S&F, Reskakis and Neumann each filed motions to dismiss the Complaint. (ECF Nos. 21, 25, 49, 51.) S&F's memorandum (which Reskakis adopted) challenged this court's subject matter jurisdiction and the plaintiffs' standing to bring ancillary tort claims that arose from the originating loan transaction. (ECF No. 51.) S&F also sought to dismiss certain claims on the ground that they were insufficiently pled. (ECF No. 51.) Neumann joined S&F's arguments in full and further sought to dismiss the claims against her for fraud, unjust enrichment and an equitable lien as deficiently pled and implausible. (ECF No. 49.) In July 2011, I denied these motions without prejudice to renewal after limited discovery into standing. See July Order at 13-14.

At the conclusion of the limited discovery period, S&F (joined in full by Reskakis) and Neumann filed renewed motions to dismiss the Complaint.*fn20 (ECF Nos. 98-100.)

The parties no longer challenge subject matter jurisdiction. However, S&F again argues that the plaintiffs lack standing to sue for ancillary claims arising from the originating loan transaction. (ECF No. 99.) Both S&F and Neuman also argue that the plaintiffs' common law claims against them should be dismissed as deficiently pled and otherwise implausible. (ECF Nos. 98-99.)


A. Legal Standard

In evaluating a motion to dismiss pursuant to Federal Rule of Civil Procedure 12(b)(6), a court accepts the truth of the facts alleged in the complaint and draws all reasonable inferences in the plaintiffs' favor. Roth v. Jennings, 489 F.3d 499, 510 (2d Cir. 2007). "To survive a motion to dismiss, a complaint must contain sufficient factual matter, accepted as true, to 'state a claim that is plausible on its face.'" Ashcroft v. Iqbal, 129 S. Ct. 1937, 1949 (2009) (quoting Bell Atl. Corp. v. Twombly, 550 U.S. 544, 570 (2007)). "Determining whether a complaint states a plausible claim for relief will . . . be a context-specific task that requires the reviewing court to draw on its judicial experience and common sense." Id. at 1950.

On a motion to dismiss "the complaint is deemed to include any written instrument attached to it as an exhibit or any statements or documents incorporated in it by reference." Chambers, 282 F.3d at 152 (quoting Int'l Audiotext Network, Inc. v. Am. Tel. Co., 62 F.3d 69, 72 (2002)). "Even where a document is not incorporated by reference, the court may nevertheless consider it where the complaint 'relies heavily upon its terms and effect,' which renders the document 'integral' to the complaint." Id. at 153 (quoting Int'l Audiotext, 62 F.3d at 72).

B. Standing Analysis

1. Whether the Claims Against S&F and Reskakis Were Assigned by American Brokers to IndyMac through the MLPISA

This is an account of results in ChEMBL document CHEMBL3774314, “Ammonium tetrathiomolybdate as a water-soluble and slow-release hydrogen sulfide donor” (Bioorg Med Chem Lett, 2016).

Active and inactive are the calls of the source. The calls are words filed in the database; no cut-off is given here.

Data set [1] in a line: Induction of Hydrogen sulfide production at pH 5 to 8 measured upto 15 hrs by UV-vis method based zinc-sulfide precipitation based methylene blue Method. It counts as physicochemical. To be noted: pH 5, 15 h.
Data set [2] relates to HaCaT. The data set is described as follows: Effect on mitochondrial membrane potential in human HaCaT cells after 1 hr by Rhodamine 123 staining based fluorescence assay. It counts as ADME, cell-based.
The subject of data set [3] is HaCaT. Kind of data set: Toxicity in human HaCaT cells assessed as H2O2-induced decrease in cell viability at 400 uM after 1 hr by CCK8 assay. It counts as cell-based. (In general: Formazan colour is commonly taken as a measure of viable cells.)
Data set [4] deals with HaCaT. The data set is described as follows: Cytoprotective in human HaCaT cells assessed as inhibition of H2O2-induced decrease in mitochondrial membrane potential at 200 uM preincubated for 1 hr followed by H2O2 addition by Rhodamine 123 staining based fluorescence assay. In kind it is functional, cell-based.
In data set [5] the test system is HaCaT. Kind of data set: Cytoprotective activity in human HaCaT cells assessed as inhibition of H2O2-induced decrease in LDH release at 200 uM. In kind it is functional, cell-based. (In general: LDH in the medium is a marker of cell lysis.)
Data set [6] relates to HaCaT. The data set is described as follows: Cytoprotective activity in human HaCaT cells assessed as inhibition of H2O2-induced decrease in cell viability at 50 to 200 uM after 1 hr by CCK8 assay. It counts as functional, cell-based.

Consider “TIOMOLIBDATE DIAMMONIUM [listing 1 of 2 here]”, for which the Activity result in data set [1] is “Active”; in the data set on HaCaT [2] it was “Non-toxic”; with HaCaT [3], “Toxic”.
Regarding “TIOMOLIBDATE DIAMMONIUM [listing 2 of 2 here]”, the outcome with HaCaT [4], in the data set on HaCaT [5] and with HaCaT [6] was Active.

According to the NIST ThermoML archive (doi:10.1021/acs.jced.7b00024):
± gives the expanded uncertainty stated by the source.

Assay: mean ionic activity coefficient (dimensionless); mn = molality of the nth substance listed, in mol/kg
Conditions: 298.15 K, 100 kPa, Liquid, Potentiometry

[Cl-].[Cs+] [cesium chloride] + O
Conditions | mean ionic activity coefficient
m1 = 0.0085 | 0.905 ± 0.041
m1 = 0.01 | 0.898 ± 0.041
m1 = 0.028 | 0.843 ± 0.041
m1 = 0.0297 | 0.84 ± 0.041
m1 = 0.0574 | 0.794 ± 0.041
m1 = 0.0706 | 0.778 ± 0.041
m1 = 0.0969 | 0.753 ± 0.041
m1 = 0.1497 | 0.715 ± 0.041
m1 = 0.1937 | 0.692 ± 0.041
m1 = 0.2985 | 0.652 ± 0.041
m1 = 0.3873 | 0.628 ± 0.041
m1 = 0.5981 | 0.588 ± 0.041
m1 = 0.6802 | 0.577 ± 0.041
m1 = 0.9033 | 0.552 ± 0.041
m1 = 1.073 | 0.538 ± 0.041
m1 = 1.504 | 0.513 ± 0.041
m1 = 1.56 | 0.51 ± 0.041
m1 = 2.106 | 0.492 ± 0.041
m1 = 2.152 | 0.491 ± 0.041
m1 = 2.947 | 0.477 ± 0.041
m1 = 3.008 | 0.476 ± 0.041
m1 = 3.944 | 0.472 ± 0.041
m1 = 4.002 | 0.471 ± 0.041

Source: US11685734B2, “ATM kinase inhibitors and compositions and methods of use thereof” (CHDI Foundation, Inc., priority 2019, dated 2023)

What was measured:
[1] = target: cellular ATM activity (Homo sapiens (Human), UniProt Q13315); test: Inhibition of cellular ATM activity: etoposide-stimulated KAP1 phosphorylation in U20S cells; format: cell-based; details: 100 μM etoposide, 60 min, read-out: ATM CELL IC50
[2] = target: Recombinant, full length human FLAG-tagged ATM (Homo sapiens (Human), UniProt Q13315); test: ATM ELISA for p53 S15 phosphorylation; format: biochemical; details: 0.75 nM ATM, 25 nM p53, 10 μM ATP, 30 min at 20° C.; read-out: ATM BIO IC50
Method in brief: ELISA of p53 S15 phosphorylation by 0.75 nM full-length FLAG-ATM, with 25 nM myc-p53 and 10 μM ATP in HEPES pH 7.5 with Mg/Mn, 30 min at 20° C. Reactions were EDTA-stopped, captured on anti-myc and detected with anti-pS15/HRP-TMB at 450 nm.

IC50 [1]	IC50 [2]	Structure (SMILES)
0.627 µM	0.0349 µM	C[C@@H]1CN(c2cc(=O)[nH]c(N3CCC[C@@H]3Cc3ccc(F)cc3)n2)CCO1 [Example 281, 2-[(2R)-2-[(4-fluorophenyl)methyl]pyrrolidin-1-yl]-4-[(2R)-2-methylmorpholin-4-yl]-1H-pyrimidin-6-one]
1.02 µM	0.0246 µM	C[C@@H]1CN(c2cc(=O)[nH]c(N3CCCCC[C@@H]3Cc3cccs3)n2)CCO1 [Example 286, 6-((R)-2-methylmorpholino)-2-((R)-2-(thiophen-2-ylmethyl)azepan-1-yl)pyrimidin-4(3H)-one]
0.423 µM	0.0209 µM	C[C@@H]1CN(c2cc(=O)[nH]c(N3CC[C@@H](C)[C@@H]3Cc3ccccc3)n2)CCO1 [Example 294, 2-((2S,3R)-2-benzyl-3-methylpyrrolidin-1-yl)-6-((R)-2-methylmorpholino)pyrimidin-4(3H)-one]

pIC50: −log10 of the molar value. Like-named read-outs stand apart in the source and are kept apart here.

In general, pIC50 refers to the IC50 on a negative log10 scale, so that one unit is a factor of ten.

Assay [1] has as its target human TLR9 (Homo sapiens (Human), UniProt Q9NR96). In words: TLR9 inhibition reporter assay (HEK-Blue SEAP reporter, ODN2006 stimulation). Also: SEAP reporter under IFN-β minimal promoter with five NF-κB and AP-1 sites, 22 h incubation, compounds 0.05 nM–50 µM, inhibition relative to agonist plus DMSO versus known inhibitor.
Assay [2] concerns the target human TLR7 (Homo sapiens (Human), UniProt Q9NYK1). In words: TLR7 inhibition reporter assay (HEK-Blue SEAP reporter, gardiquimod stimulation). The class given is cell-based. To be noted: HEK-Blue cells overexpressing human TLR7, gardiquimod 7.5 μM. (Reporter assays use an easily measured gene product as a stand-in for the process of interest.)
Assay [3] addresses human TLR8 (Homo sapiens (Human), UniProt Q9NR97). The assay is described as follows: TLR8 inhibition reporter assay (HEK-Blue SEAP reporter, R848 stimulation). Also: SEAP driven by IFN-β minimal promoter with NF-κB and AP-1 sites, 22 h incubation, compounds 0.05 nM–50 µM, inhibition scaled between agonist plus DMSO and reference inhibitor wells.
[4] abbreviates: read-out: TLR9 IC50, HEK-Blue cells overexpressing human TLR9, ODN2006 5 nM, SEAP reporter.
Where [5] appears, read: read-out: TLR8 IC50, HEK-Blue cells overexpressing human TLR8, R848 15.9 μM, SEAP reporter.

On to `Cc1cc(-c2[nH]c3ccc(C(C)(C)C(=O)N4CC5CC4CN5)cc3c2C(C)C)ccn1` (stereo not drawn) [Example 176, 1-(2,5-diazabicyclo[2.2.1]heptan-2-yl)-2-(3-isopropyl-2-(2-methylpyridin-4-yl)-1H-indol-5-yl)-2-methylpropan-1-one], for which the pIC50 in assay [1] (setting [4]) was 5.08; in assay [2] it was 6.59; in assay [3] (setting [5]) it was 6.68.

All relevant events surrounding the origination of the Horan Loan occurred in New York. Horan, a New York resident, applied for and closed on the loan in New York, to finance the purchase of a property in New York. Reskakis, a resident and licensed attorney of New York, oversaw the closing in New York and received and distributed the loan proceeds in New York. Accordingly, the parties agree that New York law governs the substance of any ancillary tort claims that accrued to American Brokers as a result of the events surrounding the loan transaction.

However, the plaintiff here is not American Brokers. American Brokers assigned its interest in the Horan Loan to IndyMac a few months after funding the loan. The parties' limited discovery has produced the document which governed this assignment: the MLPISA. The question before me is whether IndyMac received through its assignment from American Brokers not just the right to the stream of payments due on the note for the Horan Loan, but also the right to bring ancillary claims arising from the circumstances of the loan's origination. Under the terms of the MLPISA, American Brokers' conveyance of the Horan Loan expressly included "without limitation the Mortgage File, the Monthly Payments, and all other rights, benefits, proceeds and obligations arising from or in connection with such Mortgage Loan." (MLPISA, p. 4 (emphasis added).) The MLPISA also provided that the agreement "shall be governed by and construed in accordance with the laws of the State of California." (MLPISA § 5.08.)

In a diversity action such as this one, a federal court applies the choice-of-law rules of the state in which the court sits. See Schwartz v. Liberty Mut. Ins. Co., 539 F.3d 135, 147 (2d Cir. 2008). New York choice-of-law rules provide that in interpreting a contract with an express choice-of-law provision, a court should apply the law selected in the contract.*fn21

Hartford Fire, 230 F.3d at 556. Therefore, California law governs the interpretation of the MLPISA, including the question of whether the MLPISA conveyed to IndyMac ancillary claims deriving from the origination of the Horan Loan.*fn22